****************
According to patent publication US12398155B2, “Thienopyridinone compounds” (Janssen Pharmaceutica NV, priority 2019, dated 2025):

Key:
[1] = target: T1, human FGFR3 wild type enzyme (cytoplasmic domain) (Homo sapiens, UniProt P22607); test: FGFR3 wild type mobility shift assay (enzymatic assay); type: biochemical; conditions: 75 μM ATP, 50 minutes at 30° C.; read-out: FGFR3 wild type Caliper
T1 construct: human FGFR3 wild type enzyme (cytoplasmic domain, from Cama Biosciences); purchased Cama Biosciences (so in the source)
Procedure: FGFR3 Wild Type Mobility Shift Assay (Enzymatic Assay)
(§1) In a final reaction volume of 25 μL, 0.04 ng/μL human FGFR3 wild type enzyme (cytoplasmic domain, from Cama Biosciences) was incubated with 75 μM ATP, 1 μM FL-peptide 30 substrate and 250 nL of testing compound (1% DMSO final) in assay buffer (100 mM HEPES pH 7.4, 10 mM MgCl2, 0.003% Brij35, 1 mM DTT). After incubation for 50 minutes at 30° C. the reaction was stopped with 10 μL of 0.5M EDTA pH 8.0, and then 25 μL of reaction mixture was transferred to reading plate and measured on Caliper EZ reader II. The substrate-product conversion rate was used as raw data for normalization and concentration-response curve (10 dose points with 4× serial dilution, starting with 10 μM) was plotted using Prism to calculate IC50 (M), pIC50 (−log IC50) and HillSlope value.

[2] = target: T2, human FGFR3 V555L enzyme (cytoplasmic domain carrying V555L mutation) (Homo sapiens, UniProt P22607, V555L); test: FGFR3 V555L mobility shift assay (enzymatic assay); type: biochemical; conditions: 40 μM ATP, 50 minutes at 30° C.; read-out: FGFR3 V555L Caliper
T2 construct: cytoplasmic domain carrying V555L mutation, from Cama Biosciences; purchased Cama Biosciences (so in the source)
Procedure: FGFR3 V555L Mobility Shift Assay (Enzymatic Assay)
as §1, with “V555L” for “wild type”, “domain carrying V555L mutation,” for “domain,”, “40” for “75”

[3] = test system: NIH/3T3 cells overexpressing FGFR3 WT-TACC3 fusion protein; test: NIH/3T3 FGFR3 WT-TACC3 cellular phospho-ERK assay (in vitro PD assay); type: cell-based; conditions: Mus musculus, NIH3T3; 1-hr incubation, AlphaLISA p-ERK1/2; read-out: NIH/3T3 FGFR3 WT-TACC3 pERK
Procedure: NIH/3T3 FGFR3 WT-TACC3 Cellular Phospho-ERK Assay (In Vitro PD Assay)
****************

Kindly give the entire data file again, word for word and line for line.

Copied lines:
According to patent publication US12398155B2, “Thienopyridinone compounds” (Janssen Pharmaceutica NV, priority 2019, dated 2025):

Key:
[1] = target: T1, human FGFR3 wild type enzyme (cytoplasmic domain) (Homo sapiens, UniProt P22607); test: FGFR3 wild type mobility shift assay (enzymatic assay); type: biochemical; conditions: 75 μM ATP, 50 minutes at 30° C.; read-out: FGFR3 wild type Caliper
T1 construct: human FGFR3 wild type enzyme (cytoplasmic domain, from Cama Biosciences); purchased Cama Biosciences (so in the source)
Procedure: FGFR3 Wild Type Mobility Shift Assay (Enzymatic Assay)
(§1) In a final reaction volume of 25 μL, 0.04 ng/μL human FGFR3 wild type enzyme (cytoplasmic domain, from Cama Biosciences) was incubated with 75 μM ATP, 1 μM FL-peptide 30 substrate and 250 nL of testing compound (1% DMSO final) in assay buffer (100 mM HEPES pH 7.4, 10 mM MgCl2, 0.003% Brij35, 1 mM DTT). After incubation for 50 minutes at 30° C. the reaction was stopped with 10 μL of 0.5M EDTA pH 8.0, and then 25 μL of reaction mixture was transferred to reading plate and measured on Caliper EZ reader II. The substrate-product conversion rate was used as raw data for normalization and concentration-response curve (10 dose points with 4× serial dilution, starting with 10 μM) was plotted using Prism to calculate IC50 (M), pIC50 (−log IC50) and HillSlope value.

[2] = target: T2, human FGFR3 V555L enzyme (cytoplasmic domain carrying V555L mutation) (Homo sapiens, UniProt P22607, V555L); test: FGFR3 V555L mobility shift assay (enzymatic assay); type: biochemical; conditions: 40 μM ATP, 50 minutes at 30° C.; read-out: FGFR3 V555L Caliper
T2 construct: cytoplasmic domain carrying V555L mutation, from Cama Biosciences; purchased Cama Biosciences (so in the source)
Procedure: FGFR3 V555L Mobility Shift Assay (Enzymatic Assay)
as §1, with “V555L” for “wild type”, “domain carrying V555L mutation,” for “domain,”, “40” for “75”

[3] = test system: NIH/3T3 cells overexpressing FGFR3 WT-TACC3 fusion protein; test: NIH/3T3 FGFR3 WT-TACC3 cellular phospho-ERK assay (in vitro PD assay); type: cell-based; conditions: Mus musculus, NIH3T3; 1-hr incubation, AlphaLISA p-ERK1/2; read-out: NIH/3T3 FGFR3 WT-TACC3 pERK
Procedure: NIH/3T3 FGFR3 WT-TACC3 Cellular Phospho-ERK Assay (In Vitro PD Assay)